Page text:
Parenting practices, non-cognitive skills, and academic success


Tavares, Lara (2010). Parenting practices, non-cognitive skills, and academic success. 2010 Add Health Users Conference. Bethesda, MD.


In this paper we analyze what parents do (as opposed to who they are) as a determinant of their offspring's educational attainment. In doing so, we explore parenting as a source of economic (dis)advantage. We also look at the influence of parenting on the development of the children's non-cognitive skills (NCS) in early and middle adolescence. By looking at parenting practices as a form of parental investment, we also explore the ways through which parenting affects children outcomes. We use the in-home (Waves I, II and III), the parents' and School Administrator's questionnaires, and the graduation and education files. Educational attainment is measured by the highest educational qualification. The measure of NCS used (attitude towards learning) was constructed using insights from the five-factor model of personality. The estimates of a two stage model of skill formation show that when attitude towards learning increases by one s.d. the probability of not graduating from high school drops to less than one-half and the probability of having a Bachelor's degree or attending college more than doubles. There is also a statistically significant association between parenting and both educational attainment and the NCS formation.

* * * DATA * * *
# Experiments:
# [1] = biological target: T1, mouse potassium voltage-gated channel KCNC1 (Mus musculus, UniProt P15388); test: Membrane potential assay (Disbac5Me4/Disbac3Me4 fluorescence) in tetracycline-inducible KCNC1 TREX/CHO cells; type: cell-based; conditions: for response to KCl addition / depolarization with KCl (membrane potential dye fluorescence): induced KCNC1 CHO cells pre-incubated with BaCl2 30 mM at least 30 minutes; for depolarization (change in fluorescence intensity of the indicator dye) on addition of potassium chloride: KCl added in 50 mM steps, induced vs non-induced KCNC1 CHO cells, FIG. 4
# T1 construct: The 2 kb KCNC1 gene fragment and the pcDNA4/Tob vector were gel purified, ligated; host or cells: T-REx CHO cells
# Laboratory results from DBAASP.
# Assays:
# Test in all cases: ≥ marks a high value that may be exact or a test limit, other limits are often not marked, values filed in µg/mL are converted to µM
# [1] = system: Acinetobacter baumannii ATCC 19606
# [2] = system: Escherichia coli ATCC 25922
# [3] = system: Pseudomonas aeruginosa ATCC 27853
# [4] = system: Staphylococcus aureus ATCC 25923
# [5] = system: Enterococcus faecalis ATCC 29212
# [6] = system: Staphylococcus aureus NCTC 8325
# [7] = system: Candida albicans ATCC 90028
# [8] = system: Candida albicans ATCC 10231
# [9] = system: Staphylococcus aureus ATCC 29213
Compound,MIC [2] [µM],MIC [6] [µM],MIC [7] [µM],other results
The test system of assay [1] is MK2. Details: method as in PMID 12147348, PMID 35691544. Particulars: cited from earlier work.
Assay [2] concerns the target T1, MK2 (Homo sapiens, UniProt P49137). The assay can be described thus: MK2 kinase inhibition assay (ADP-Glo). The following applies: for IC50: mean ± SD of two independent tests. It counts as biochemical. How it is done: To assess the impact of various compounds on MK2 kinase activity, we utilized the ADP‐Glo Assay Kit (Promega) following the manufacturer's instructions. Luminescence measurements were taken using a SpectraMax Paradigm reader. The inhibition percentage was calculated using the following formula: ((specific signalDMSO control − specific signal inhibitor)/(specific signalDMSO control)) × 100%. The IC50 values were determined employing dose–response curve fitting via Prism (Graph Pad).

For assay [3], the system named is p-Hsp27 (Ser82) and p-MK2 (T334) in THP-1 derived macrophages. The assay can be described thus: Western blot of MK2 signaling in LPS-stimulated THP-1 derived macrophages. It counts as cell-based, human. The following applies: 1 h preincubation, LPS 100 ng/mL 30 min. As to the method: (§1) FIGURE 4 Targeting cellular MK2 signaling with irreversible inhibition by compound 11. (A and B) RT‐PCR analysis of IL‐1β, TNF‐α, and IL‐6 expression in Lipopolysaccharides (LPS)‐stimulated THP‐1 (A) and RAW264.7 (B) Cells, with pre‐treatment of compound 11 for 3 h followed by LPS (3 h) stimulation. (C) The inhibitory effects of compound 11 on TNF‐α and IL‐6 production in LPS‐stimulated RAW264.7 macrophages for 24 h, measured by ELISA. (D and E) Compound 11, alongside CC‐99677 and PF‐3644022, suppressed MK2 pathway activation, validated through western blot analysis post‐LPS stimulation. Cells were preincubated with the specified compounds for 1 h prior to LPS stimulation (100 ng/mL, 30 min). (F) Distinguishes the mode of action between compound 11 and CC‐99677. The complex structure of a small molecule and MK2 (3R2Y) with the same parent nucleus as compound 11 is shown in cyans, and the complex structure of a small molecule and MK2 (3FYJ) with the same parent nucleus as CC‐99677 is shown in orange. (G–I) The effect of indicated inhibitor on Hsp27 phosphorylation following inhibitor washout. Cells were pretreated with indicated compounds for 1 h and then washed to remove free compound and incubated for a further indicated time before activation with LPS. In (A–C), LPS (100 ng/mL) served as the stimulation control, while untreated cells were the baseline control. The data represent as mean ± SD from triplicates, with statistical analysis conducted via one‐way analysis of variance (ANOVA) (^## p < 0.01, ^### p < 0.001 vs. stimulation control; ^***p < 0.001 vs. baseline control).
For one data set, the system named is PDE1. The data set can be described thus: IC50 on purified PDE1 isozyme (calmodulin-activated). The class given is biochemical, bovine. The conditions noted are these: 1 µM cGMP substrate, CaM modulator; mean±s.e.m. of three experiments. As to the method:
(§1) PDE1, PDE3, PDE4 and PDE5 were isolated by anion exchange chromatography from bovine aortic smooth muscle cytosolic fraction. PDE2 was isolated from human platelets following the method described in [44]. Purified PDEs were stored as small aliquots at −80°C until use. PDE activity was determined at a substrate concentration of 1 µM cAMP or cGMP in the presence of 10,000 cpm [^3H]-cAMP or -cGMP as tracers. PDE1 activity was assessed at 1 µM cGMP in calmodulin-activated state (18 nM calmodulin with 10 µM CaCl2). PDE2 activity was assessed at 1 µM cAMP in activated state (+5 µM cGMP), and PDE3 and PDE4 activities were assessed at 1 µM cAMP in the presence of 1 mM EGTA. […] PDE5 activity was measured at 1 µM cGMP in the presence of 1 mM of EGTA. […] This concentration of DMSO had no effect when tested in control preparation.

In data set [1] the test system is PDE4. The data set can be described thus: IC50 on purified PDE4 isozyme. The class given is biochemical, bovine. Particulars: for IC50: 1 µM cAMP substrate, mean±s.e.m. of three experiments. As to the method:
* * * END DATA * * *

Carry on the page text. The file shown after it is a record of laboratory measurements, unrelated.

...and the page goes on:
Reference Type

Conference proceeding

Book Title

2010 Add Health Users Conference


Tavares, Lara

Year Published


City of Publication

Bethesda, MD

Reference ID